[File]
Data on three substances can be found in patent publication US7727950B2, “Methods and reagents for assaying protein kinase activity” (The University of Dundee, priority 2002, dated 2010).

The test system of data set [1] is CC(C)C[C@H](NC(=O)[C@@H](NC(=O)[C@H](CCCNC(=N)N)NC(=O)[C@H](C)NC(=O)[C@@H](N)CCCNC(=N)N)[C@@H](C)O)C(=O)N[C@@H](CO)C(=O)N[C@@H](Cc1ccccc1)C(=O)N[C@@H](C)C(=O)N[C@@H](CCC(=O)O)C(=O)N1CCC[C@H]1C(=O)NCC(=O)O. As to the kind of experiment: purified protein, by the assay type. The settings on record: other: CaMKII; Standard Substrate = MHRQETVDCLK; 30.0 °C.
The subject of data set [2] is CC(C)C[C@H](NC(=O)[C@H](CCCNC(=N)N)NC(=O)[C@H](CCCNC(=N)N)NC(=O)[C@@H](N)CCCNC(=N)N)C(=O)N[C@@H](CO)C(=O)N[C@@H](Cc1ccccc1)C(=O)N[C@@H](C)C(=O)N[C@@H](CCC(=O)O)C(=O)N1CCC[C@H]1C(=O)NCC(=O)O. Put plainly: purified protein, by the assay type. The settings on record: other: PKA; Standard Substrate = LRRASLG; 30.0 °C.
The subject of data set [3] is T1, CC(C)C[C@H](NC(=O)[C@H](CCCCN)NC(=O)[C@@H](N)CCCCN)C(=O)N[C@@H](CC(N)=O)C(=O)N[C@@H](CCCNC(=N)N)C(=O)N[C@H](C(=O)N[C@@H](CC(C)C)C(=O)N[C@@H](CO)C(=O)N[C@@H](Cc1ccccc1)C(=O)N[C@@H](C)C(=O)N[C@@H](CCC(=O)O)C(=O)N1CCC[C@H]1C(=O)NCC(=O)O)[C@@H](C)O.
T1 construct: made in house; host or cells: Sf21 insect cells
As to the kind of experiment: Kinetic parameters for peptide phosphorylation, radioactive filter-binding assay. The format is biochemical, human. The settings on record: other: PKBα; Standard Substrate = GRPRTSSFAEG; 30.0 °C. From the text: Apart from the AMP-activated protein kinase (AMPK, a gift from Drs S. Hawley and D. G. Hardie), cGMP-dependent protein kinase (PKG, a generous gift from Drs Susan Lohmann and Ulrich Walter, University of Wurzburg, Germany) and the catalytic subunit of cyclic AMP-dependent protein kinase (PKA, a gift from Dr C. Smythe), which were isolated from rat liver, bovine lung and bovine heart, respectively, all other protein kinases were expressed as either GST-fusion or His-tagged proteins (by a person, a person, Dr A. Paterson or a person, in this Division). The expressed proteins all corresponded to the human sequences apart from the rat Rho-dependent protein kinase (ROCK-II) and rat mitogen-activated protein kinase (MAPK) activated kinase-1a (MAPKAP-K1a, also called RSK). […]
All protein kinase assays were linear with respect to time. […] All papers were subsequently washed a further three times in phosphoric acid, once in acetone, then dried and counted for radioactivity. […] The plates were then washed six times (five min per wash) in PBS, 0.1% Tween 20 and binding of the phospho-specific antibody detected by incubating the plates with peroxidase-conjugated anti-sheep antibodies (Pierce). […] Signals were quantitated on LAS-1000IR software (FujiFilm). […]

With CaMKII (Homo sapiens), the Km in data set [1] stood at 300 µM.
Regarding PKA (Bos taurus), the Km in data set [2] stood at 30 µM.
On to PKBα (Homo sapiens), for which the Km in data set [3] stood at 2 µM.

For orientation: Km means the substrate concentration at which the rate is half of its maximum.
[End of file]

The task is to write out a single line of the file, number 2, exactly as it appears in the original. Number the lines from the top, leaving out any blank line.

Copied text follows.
The test system of data set [1] is CC(C)C[C@H](NC(=O)[C@@H](NC(=O)[C@H](CCCNC(=N)N)NC(=O)[C@H](C)NC(=O)[C@@H](N)CCCNC(=N)N)[C@@H](C)O)C(=O)N[C@@H](CO)C(=O)N[C@@H](Cc1ccccc1)C(=O)N[C@@H](C)C(=O)N[C@@H](CCC(=O)O)C(=O)N1CCC[C@H]1C(=O)NCC(=O)O. As to the kind of experiment: purified protein, by the assay type. The settings on record: other: CaMKII; Standard Substrate = MHRQETVDCLK; 30.0 °C.